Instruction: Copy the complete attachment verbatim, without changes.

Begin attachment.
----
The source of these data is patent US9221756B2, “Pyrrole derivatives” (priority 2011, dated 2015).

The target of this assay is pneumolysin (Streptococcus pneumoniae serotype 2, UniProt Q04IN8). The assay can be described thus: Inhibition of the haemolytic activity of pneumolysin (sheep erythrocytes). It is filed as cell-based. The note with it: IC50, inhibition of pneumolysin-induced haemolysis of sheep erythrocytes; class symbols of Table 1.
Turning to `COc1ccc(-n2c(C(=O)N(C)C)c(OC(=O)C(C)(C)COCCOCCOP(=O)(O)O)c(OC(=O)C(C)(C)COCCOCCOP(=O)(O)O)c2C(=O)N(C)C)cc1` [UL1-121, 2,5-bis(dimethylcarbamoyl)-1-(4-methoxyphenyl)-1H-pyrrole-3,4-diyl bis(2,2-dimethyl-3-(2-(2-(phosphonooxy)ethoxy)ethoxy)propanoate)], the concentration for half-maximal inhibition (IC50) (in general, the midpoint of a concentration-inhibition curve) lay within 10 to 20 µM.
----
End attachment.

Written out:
The source of these data is patent US9221756B2, “Pyrrole derivatives” (priority 2011, dated 2015).

The target of this assay is pneumolysin (Streptococcus pneumoniae serotype 2, UniProt Q04IN8). The assay can be described thus: Inhibition of the haemolytic activity of pneumolysin (sheep erythrocytes). It is filed as cell-based. The note with it: IC50, inhibition of pneumolysin-induced haemolysis of sheep erythrocytes; class symbols of Table 1.
Turning to `COc1ccc(-n2c(C(=O)N(C)C)c(OC(=O)C(C)(C)COCCOCCOP(=O)(O)O)c(OC(=O)C(C)(C)COCCOCCOP(=O)(O)O)c2C(=O)N(C)C)cc1` [UL1-121, 2,5-bis(dimethylcarbamoyl)-1-(4-methoxyphenyl)-1H-pyrrole-3,4-diyl bis(2,2-dimethyl-3-(2-(2-(phosphonooxy)ethoxy)ethoxy)propanoate)], the concentration for half-maximal inhibition (IC50) (in general, the midpoint of a concentration-inhibition curve) lay within 10 to 20 µM.